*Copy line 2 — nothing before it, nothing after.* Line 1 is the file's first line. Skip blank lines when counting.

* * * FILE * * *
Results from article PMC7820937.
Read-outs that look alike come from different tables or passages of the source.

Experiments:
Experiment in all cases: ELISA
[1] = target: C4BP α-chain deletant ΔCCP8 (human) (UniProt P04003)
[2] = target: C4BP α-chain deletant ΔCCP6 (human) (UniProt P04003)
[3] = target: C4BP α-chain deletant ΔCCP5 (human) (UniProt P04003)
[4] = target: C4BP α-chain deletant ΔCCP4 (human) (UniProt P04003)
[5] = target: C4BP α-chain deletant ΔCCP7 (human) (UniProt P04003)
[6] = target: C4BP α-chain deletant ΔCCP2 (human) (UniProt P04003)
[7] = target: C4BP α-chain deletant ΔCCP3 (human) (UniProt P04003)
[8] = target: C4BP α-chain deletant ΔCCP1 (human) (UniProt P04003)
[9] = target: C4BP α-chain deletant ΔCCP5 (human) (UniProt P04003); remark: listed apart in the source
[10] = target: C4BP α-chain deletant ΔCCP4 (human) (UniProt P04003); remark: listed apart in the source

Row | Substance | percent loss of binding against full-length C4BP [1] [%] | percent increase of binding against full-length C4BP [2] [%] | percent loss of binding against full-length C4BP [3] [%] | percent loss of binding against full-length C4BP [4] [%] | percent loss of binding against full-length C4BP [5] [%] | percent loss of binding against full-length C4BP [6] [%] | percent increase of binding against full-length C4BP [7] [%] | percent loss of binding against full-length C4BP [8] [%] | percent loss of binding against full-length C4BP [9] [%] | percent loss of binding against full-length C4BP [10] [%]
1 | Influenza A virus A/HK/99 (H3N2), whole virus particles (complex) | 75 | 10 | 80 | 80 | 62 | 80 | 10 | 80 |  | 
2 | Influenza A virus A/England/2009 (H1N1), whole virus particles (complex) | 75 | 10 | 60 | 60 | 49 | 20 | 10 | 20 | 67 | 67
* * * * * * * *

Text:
Read-outs that look alike come from different tables or passages of the source.